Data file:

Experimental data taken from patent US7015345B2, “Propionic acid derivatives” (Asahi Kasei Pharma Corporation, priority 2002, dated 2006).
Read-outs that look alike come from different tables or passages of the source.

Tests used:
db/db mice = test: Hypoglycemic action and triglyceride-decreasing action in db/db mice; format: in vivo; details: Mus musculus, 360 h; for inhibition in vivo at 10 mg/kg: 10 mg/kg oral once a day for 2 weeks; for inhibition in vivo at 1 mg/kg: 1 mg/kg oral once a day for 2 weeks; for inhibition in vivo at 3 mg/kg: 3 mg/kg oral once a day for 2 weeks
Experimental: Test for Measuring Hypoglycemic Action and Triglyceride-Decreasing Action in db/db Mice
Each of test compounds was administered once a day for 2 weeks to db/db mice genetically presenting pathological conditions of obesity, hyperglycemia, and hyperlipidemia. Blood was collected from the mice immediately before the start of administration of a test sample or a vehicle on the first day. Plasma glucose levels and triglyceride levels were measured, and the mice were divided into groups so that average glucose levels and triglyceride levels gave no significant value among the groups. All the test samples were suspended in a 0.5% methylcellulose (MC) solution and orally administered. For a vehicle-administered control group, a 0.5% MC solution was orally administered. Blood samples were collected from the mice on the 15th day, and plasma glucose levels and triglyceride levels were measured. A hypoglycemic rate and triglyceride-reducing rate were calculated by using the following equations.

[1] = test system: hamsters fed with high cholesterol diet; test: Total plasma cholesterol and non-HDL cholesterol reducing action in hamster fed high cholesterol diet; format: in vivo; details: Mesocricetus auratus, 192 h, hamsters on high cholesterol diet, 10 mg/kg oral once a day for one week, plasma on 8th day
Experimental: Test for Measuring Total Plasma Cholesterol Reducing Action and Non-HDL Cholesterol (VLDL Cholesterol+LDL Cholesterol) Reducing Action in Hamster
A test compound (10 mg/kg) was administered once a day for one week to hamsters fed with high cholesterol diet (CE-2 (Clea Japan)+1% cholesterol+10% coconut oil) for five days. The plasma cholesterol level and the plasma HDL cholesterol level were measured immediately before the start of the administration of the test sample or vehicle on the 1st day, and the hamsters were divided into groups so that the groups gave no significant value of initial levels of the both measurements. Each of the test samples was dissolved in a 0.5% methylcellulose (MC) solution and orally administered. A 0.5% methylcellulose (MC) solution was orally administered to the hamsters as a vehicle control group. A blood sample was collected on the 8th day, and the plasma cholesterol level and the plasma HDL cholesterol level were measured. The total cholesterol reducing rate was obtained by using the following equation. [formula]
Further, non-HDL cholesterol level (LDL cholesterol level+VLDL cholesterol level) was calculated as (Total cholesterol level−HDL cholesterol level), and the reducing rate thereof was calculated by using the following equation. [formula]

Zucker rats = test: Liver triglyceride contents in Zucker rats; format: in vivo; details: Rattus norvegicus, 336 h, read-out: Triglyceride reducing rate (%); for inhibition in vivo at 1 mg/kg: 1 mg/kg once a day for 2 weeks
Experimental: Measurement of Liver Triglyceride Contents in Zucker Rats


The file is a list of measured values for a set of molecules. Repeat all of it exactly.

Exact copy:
Experimental data taken from patent US7015345B2, “Propionic acid derivatives” (Asahi Kasei Pharma Corporation, priority 2002, dated 2006).
Read-outs that look alike come from different tables or passages of the source.

Tests used:
db/db mice = test: Hypoglycemic action and triglyceride-decreasing action in db/db mice; format: in vivo; details: Mus musculus, 360 h; for inhibition in vivo at 10 mg/kg: 10 mg/kg oral once a day for 2 weeks; for inhibition in vivo at 1 mg/kg: 1 mg/kg oral once a day for 2 weeks; for inhibition in vivo at 3 mg/kg: 3 mg/kg oral once a day for 2 weeks
Experimental: Test for Measuring Hypoglycemic Action and Triglyceride-Decreasing Action in db/db Mice
Each of test compounds was administered once a day for 2 weeks to db/db mice genetically presenting pathological conditions of obesity, hyperglycemia, and hyperlipidemia. Blood was collected from the mice immediately before the start of administration of a test sample or a vehicle on the first day. Plasma glucose levels and triglyceride levels were measured, and the mice were divided into groups so that average glucose levels and triglyceride levels gave no significant value among the groups. All the test samples were suspended in a 0.5% methylcellulose (MC) solution and orally administered. For a vehicle-administered control group, a 0.5% MC solution was orally administered. Blood samples were collected from the mice on the 15th day, and plasma glucose levels and triglyceride levels were measured. A hypoglycemic rate and triglyceride-reducing rate were calculated by using the following equations.

[1] = test system: hamsters fed with high cholesterol diet; test: Total plasma cholesterol and non-HDL cholesterol reducing action in hamster fed high cholesterol diet; format: in vivo; details: Mesocricetus auratus, 192 h, hamsters on high cholesterol diet, 10 mg/kg oral once a day for one week, plasma on 8th day
Experimental: Test for Measuring Total Plasma Cholesterol Reducing Action and Non-HDL Cholesterol (VLDL Cholesterol+LDL Cholesterol) Reducing Action in Hamster
A test compound (10 mg/kg) was administered once a day for one week to hamsters fed with high cholesterol diet (CE-2 (Clea Japan)+1% cholesterol+10% coconut oil) for five days. The plasma cholesterol level and the plasma HDL cholesterol level were measured immediately before the start of the administration of the test sample or vehicle on the 1st day, and the hamsters were divided into groups so that the groups gave no significant value of initial levels of the both measurements. Each of the test samples was dissolved in a 0.5% methylcellulose (MC) solution and orally administered. A 0.5% methylcellulose (MC) solution was orally administered to the hamsters as a vehicle control group. A blood sample was collected on the 8th day, and the plasma cholesterol level and the plasma HDL cholesterol level were measured. The total cholesterol reducing rate was obtained by using the following equation. [formula]
Further, non-HDL cholesterol level (LDL cholesterol level+VLDL cholesterol level) was calculated as (Total cholesterol level−HDL cholesterol level), and the reducing rate thereof was calculated by using the following equation. [formula]

Zucker rats = test: Liver triglyceride contents in Zucker rats; format: in vivo; details: Rattus norvegicus, 336 h, read-out: Triglyceride reducing rate (%); for inhibition in vivo at 1 mg/kg: 1 mg/kg once a day for 2 weeks
Experimental: Measurement of Liver Triglyceride Contents in Zucker Rats